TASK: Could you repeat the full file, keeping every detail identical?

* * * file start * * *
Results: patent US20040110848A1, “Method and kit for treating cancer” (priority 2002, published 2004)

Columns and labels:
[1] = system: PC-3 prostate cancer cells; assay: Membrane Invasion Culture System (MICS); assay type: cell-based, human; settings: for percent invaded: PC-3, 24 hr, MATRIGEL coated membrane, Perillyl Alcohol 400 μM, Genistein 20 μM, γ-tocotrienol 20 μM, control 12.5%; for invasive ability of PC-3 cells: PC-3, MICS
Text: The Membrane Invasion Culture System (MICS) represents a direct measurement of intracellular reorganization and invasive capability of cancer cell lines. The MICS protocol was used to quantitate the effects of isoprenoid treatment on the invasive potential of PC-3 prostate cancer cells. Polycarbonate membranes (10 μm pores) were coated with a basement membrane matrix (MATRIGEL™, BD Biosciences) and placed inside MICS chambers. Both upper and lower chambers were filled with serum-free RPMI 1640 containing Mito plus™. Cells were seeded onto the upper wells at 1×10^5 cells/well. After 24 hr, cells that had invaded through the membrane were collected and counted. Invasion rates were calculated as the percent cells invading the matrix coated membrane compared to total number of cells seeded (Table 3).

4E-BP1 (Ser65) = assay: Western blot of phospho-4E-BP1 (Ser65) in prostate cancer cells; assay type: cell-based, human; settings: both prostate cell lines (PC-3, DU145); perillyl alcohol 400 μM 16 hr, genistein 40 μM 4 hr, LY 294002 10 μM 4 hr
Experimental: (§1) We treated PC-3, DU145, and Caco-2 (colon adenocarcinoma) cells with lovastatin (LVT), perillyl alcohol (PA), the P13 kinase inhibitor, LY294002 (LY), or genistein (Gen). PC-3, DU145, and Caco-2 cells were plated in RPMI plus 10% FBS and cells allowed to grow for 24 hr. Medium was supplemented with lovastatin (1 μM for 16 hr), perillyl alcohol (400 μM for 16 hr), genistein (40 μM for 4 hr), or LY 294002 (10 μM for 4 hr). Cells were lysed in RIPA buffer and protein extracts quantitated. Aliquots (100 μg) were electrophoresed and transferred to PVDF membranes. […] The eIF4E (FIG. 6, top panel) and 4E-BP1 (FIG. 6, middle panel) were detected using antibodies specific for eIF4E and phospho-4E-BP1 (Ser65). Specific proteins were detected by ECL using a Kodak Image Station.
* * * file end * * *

Results: patent US20040110848A1, “Method and kit for treating cancer” (priority 2002, published 2004)

Columns and labels:
[1] = system: PC-3 prostate cancer cells; assay: Membrane Invasion Culture System (MICS); assay type: cell-based, human; settings: for percent invaded: PC-3, 24 hr, MATRIGEL coated membrane, Perillyl Alcohol 400 μM, Genistein 20 μM, γ-tocotrienol 20 μM, control 12.5%; for invasive ability of PC-3 cells: PC-3, MICS
Text: The Membrane Invasion Culture System (MICS) represents a direct measurement of intracellular reorganization and invasive capability of cancer cell lines. The MICS protocol was used to quantitate the effects of isoprenoid treatment on the invasive potential of PC-3 prostate cancer cells. Polycarbonate membranes (10 μm pores) were coated with a basement membrane matrix (MATRIGEL™, BD Biosciences) and placed inside MICS chambers. Both upper and lower chambers were filled with serum-free RPMI 1640 containing Mito plus™. Cells were seeded onto the upper wells at 1×10^5 cells/well. After 24 hr, cells that had invaded through the membrane were collected and counted. Invasion rates were calculated as the percent cells invading the matrix coated membrane compared to total number of cells seeded (Table 3).

4E-BP1 (Ser65) = assay: Western blot of phospho-4E-BP1 (Ser65) in prostate cancer cells; assay type: cell-based, human; settings: both prostate cell lines (PC-3, DU145); perillyl alcohol 400 μM 16 hr, genistein 40 μM 4 hr, LY 294002 10 μM 4 hr
Experimental: (§1) We treated PC-3, DU145, and Caco-2 (colon adenocarcinoma) cells with lovastatin (LVT), perillyl alcohol (PA), the P13 kinase inhibitor, LY294002 (LY), or genistein (Gen). PC-3, DU145, and Caco-2 cells were plated in RPMI plus 10% FBS and cells allowed to grow for 24 hr. Medium was supplemented with lovastatin (1 μM for 16 hr), perillyl alcohol (400 μM for 16 hr), genistein (40 μM for 4 hr), or LY 294002 (10 μM for 4 hr). Cells were lysed in RIPA buffer and protein extracts quantitated. Aliquots (100 μg) were electrophoresed and transferred to PVDF membranes. […] The eIF4E (FIG. 6, top panel) and 4E-BP1 (FIG. 6, middle panel) were detected using antibodies specific for eIF4E and phospho-4E-BP1 (Ser65). Specific proteins were detected by ECL using a Kodak Image Station.